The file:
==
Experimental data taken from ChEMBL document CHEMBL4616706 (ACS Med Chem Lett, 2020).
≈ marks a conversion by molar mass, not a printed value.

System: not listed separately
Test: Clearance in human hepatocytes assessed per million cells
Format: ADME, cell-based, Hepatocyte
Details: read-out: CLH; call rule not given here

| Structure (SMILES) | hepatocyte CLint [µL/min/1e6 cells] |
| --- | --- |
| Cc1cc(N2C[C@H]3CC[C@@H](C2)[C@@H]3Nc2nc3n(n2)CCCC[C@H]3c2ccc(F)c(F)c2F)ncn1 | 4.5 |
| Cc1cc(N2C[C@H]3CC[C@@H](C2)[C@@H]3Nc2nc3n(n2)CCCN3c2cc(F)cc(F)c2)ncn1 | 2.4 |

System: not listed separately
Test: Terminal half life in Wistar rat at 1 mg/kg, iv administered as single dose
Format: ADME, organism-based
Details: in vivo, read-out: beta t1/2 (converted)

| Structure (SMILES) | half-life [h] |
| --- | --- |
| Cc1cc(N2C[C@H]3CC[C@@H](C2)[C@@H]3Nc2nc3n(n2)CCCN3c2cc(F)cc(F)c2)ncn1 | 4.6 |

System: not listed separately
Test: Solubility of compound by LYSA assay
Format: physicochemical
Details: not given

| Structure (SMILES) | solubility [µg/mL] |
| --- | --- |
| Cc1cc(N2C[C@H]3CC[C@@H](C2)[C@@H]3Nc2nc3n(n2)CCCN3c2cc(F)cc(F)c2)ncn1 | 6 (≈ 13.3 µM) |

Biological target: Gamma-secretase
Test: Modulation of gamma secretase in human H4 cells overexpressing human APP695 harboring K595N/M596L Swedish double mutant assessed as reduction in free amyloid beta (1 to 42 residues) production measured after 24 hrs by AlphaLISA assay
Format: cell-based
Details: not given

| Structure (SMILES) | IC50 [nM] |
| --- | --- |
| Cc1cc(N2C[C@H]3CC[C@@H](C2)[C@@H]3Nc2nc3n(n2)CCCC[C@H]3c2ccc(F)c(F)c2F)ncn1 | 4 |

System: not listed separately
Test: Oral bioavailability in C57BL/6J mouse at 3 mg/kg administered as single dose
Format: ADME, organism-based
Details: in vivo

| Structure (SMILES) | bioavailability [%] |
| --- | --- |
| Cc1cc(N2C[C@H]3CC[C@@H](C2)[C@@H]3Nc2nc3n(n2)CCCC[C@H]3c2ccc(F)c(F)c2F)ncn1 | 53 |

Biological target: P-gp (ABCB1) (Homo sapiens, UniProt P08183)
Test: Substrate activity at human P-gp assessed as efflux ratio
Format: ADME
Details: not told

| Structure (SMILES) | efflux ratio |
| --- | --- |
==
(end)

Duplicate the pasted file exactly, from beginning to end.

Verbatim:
Experimental data taken from ChEMBL document CHEMBL4616706 (ACS Med Chem Lett, 2020).
≈ marks a conversion by molar mass, not a printed value.

System: not listed separately
Test: Clearance in human hepatocytes assessed per million cells
Format: ADME, cell-based, Hepatocyte
Details: read-out: CLH; call rule not given here

| Structure (SMILES) | hepatocyte CLint [µL/min/1e6 cells] |
| --- | --- |
| Cc1cc(N2C[C@H]3CC[C@@H](C2)[C@@H]3Nc2nc3n(n2)CCCC[C@H]3c2ccc(F)c(F)c2F)ncn1 | 4.5 |
| Cc1cc(N2C[C@H]3CC[C@@H](C2)[C@@H]3Nc2nc3n(n2)CCCN3c2cc(F)cc(F)c2)ncn1 | 2.4 |

System: not listed separately
Test: Terminal half life in Wistar rat at 1 mg/kg, iv administered as single dose
Format: ADME, organism-based
Details: in vivo, read-out: beta t1/2 (converted)

| Structure (SMILES) | half-life [h] |
| --- | --- |
| Cc1cc(N2C[C@H]3CC[C@@H](C2)[C@@H]3Nc2nc3n(n2)CCCN3c2cc(F)cc(F)c2)ncn1 | 4.6 |

System: not listed separately
Test: Solubility of compound by LYSA assay
Format: physicochemical
Details: not given

| Structure (SMILES) | solubility [µg/mL] |
| --- | --- |
| Cc1cc(N2C[C@H]3CC[C@@H](C2)[C@@H]3Nc2nc3n(n2)CCCN3c2cc(F)cc(F)c2)ncn1 | 6 (≈ 13.3 µM) |

Biological target: Gamma-secretase
Test: Modulation of gamma secretase in human H4 cells overexpressing human APP695 harboring K595N/M596L Swedish double mutant assessed as reduction in free amyloid beta (1 to 42 residues) production measured after 24 hrs by AlphaLISA assay
Format: cell-based
Details: not given

| Structure (SMILES) | IC50 [nM] |
| --- | --- |
| Cc1cc(N2C[C@H]3CC[C@@H](C2)[C@@H]3Nc2nc3n(n2)CCCC[C@H]3c2ccc(F)c(F)c2F)ncn1 | 4 |

System: not listed separately
Test: Oral bioavailability in C57BL/6J mouse at 3 mg/kg administered as single dose
Format: ADME, organism-based
Details: in vivo

| Structure (SMILES) | bioavailability [%] |
| --- | --- |
| Cc1cc(N2C[C@H]3CC[C@@H](C2)[C@@H]3Nc2nc3n(n2)CCCC[C@H]3c2ccc(F)c(F)c2F)ncn1 | 53 |

Biological target: P-gp (ABCB1) (Homo sapiens, UniProt P08183)
Test: Substrate activity at human P-gp assessed as efflux ratio
Format: ADME
Details: not told

| Structure (SMILES) | efflux ratio |
| --- | --- |